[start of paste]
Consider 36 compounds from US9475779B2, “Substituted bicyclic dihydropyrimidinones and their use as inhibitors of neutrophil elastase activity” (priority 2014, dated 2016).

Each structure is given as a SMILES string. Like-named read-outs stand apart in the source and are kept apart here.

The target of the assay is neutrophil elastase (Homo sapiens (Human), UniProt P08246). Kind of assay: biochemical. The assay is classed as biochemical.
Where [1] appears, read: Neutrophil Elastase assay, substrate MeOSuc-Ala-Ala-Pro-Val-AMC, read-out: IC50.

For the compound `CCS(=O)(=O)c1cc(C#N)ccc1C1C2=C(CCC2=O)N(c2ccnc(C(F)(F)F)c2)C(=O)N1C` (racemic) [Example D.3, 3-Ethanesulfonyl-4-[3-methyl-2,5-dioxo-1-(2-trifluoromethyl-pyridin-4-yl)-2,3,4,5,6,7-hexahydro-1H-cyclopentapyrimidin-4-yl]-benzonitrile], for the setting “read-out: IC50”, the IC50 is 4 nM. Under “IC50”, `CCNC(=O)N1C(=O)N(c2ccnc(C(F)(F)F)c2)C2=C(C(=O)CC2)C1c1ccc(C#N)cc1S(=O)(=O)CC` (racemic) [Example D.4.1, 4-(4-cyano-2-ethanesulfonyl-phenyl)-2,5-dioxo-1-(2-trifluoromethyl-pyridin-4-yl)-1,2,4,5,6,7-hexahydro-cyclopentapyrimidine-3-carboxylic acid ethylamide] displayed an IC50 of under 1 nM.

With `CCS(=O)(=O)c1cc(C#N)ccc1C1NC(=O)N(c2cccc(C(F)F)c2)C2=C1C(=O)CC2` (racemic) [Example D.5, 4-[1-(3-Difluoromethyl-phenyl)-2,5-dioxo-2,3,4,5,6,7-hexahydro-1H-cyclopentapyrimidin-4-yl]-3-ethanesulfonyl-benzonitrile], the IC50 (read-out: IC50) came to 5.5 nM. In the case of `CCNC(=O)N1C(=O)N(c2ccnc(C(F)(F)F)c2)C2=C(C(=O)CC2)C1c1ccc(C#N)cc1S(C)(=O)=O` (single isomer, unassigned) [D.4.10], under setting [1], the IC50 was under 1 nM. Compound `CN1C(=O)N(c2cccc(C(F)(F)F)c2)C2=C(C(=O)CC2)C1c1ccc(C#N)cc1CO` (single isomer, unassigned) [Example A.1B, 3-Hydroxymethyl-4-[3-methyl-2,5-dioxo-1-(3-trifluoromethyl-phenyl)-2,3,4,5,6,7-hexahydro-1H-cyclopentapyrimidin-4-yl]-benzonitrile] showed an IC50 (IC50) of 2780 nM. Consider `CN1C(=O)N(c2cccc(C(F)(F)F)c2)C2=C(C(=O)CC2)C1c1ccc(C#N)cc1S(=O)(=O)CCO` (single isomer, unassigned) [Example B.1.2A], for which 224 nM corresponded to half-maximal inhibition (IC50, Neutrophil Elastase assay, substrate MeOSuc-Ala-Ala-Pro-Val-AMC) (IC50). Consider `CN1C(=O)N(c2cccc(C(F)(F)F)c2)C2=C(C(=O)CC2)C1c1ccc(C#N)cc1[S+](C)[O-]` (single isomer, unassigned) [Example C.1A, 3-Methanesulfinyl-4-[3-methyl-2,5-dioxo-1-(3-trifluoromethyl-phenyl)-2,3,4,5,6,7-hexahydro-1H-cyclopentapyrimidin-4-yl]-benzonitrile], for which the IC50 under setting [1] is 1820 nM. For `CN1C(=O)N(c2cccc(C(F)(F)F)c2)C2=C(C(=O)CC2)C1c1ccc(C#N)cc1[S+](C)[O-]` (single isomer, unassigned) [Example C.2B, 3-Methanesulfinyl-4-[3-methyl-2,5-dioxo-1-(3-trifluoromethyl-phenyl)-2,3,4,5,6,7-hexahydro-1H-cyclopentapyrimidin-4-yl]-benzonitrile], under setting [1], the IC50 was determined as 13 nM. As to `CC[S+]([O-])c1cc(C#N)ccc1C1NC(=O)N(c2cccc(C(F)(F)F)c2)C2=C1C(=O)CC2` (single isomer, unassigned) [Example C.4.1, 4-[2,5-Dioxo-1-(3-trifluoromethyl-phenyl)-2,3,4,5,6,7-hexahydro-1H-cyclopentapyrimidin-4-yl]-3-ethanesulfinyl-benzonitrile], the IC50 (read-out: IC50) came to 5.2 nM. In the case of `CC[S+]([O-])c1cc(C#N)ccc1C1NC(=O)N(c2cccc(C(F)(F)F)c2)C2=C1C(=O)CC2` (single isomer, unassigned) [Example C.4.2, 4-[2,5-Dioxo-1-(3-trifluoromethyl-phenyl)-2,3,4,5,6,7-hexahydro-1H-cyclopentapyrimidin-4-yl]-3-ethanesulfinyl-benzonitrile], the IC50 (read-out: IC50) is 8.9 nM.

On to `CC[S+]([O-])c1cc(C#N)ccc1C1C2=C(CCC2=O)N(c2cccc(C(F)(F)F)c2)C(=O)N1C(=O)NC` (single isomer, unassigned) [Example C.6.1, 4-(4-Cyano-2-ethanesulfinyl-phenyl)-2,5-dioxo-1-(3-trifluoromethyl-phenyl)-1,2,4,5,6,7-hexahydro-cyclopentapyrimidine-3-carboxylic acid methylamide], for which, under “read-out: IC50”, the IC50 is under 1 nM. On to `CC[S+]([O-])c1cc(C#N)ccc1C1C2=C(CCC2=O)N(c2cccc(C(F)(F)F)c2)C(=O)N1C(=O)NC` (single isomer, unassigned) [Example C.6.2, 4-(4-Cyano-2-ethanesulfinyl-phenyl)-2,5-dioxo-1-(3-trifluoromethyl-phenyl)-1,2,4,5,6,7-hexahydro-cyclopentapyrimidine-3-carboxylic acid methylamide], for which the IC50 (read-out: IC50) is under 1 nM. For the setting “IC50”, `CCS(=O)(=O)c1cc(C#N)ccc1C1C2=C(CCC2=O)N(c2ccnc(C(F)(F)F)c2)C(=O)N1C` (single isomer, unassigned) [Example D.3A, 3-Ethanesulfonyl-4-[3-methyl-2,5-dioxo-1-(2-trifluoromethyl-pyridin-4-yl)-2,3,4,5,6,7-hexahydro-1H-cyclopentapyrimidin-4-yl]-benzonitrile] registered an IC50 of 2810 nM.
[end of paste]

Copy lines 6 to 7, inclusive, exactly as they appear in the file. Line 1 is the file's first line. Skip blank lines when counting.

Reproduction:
With `CCS(=O)(=O)c1cc(C#N)ccc1C1NC(=O)N(c2cccc(C(F)F)c2)C2=C1C(=O)CC2` (racemic) [Example D.5, 4-[1-(3-Difluoromethyl-phenyl)-2,5-dioxo-2,3,4,5,6,7-hexahydro-1H-cyclopentapyrimidin-4-yl]-3-ethanesulfonyl-benzonitrile], the IC50 (read-out: IC50) came to 5.5 nM. In the case of `CCNC(=O)N1C(=O)N(c2ccnc(C(F)(F)F)c2)C2=C(C(=O)CC2)C1c1ccc(C#N)cc1S(C)(=O)=O` (single isomer, unassigned) [D.4.10], under setting [1], the IC50 was under 1 nM. Compound `CN1C(=O)N(c2cccc(C(F)(F)F)c2)C2=C(C(=O)CC2)C1c1ccc(C#N)cc1CO` (single isomer, unassigned) [Example A.1B, 3-Hydroxymethyl-4-[3-methyl-2,5-dioxo-1-(3-trifluoromethyl-phenyl)-2,3,4,5,6,7-hexahydro-1H-cyclopentapyrimidin-4-yl]-benzonitrile] showed an IC50 (IC50) of 2780 nM. Consider `CN1C(=O)N(c2cccc(C(F)(F)F)c2)C2=C(C(=O)CC2)C1c1ccc(C#N)cc1S(=O)(=O)CCO` (single isomer, unassigned) [Example B.1.2A], for which 224 nM corresponded to half-maximal inhibition (IC50, Neutrophil Elastase assay, substrate MeOSuc-Ala-Ala-Pro-Val-AMC) (IC50). Consider `CN1C(=O)N(c2cccc(C(F)(F)F)c2)C2=C(C(=O)CC2)C1c1ccc(C#N)cc1[S+](C)[O-]` (single isomer, unassigned) [Example C.1A, 3-Methanesulfinyl-4-[3-methyl-2,5-dioxo-1-(3-trifluoromethyl-phenyl)-2,3,4,5,6,7-hexahydro-1H-cyclopentapyrimidin-4-yl]-benzonitrile], for which the IC50 under setting [1] is 1820 nM. For `CN1C(=O)N(c2cccc(C(F)(F)F)c2)C2=C(C(=O)CC2)C1c1ccc(C#N)cc1[S+](C)[O-]` (single isomer, unassigned) [Example C.2B, 3-Methanesulfinyl-4-[3-methyl-2,5-dioxo-1-(3-trifluoromethyl-phenyl)-2,3,4,5,6,7-hexahydro-1H-cyclopentapyrimidin-4-yl]-benzonitrile], under setting [1], the IC50 was determined as 13 nM. As to `CC[S+]([O-])c1cc(C#N)ccc1C1NC(=O)N(c2cccc(C(F)(F)F)c2)C2=C1C(=O)CC2` (single isomer, unassigned) [Example C.4.1, 4-[2,5-Dioxo-1-(3-trifluoromethyl-phenyl)-2,3,4,5,6,7-hexahydro-1H-cyclopentapyrimidin-4-yl]-3-ethanesulfinyl-benzonitrile], the IC50 (read-out: IC50) came to 5.2 nM. In the case of `CC[S+]([O-])c1cc(C#N)ccc1C1NC(=O)N(c2cccc(C(F)(F)F)c2)C2=C1C(=O)CC2` (single isomer, unassigned) [Example C.4.2, 4-[2,5-Dioxo-1-(3-trifluoromethyl-phenyl)-2,3,4,5,6,7-hexahydro-1H-cyclopentapyrimidin-4-yl]-3-ethanesulfinyl-benzonitrile], the IC50 (read-out: IC50) is 8.9 nM.

On to `CC[S+]([O-])c1cc(C#N)ccc1C1C2=C(CCC2=O)N(c2cccc(C(F)(F)F)c2)C(=O)N1C(=O)NC` (single isomer, unassigned) [Example C.6.1, 4-(4-Cyano-2-ethanesulfinyl-phenyl)-2,5-dioxo-1-(3-trifluoromethyl-phenyl)-1,2,4,5,6,7-hexahydro-cyclopentapyrimidine-3-carboxylic acid methylamide], for which, under “read-out: IC50”, the IC50 is under 1 nM. On to `CC[S+]([O-])c1cc(C#N)ccc1C1C2=C(CCC2=O)N(c2cccc(C(F)(F)F)c2)C(=O)N1C(=O)NC` (single isomer, unassigned) [Example C.6.2, 4-(4-Cyano-2-ethanesulfinyl-phenyl)-2,5-dioxo-1-(3-trifluoromethyl-phenyl)-1,2,4,5,6,7-hexahydro-cyclopentapyrimidine-3-carboxylic acid methylamide], for which the IC50 (read-out: IC50) is under 1 nM. For the setting “IC50”, `CCS(=O)(=O)c1cc(C#N)ccc1C1C2=C(CCC2=O)N(c2ccnc(C(F)(F)F)c2)C(=O)N1C` (single isomer, unassigned) [Example D.3A, 3-Ethanesulfonyl-4-[3-methyl-2,5-dioxo-1-(2-trifluoromethyl-pyridin-4-yl)-2,3,4,5,6,7-hexahydro-1H-cyclopentapyrimidin-4-yl]-benzonitrile] registered an IC50 of 2810 nM.